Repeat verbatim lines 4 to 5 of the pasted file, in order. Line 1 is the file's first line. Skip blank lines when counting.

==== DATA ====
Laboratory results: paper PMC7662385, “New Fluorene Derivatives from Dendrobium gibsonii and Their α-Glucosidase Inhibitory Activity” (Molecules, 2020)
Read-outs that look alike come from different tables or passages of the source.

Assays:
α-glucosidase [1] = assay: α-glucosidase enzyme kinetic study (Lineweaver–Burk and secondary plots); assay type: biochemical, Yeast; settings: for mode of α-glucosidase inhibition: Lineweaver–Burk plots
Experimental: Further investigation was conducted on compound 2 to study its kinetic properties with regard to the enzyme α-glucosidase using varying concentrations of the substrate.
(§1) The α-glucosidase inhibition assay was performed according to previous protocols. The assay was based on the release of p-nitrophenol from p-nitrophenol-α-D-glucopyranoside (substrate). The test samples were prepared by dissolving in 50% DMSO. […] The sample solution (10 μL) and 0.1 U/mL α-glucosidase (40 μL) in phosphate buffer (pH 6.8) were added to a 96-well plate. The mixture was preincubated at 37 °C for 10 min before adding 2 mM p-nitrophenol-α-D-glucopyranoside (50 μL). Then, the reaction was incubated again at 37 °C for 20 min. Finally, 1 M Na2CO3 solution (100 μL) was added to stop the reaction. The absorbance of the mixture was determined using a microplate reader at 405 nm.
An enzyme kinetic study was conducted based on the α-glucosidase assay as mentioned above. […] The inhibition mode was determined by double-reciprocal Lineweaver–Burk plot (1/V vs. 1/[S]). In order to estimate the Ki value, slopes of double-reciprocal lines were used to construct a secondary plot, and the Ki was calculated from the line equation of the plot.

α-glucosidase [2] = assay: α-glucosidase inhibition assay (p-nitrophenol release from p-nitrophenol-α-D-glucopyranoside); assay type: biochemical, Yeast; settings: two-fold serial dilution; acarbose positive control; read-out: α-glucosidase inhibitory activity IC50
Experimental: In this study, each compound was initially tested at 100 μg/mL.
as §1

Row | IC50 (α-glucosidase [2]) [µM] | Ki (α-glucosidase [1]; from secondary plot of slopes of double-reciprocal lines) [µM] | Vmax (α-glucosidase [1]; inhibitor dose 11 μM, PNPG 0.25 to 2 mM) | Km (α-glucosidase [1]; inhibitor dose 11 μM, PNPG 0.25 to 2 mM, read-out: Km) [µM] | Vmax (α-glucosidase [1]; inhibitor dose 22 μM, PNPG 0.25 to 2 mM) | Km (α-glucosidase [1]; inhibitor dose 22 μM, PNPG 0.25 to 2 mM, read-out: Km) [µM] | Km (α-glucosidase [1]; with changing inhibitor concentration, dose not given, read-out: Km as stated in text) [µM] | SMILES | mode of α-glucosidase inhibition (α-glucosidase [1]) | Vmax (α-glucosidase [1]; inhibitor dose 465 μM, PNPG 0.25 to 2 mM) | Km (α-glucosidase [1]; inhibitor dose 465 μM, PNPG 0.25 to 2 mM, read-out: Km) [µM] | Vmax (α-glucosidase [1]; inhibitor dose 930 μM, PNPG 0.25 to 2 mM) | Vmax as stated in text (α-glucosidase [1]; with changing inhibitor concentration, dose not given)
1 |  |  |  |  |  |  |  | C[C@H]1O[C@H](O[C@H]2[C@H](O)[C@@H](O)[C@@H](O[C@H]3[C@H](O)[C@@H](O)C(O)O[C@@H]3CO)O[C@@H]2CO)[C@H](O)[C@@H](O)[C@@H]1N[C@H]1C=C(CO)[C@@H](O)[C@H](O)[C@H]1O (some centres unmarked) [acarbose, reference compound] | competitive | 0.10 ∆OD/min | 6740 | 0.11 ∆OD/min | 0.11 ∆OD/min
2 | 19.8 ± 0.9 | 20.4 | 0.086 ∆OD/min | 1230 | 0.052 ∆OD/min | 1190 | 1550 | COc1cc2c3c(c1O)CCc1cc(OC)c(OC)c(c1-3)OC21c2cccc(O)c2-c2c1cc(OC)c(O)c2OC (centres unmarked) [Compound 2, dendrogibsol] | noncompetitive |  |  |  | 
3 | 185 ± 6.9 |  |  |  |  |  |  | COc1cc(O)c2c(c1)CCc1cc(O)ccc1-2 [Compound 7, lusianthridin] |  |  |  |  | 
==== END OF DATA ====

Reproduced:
α-glucosidase [1] = assay: α-glucosidase enzyme kinetic study (Lineweaver–Burk and secondary plots); assay type: biochemical, Yeast; settings: for mode of α-glucosidase inhibition: Lineweaver–Burk plots
Experimental: Further investigation was conducted on compound 2 to study its kinetic properties with regard to the enzyme α-glucosidase using varying concentrations of the substrate.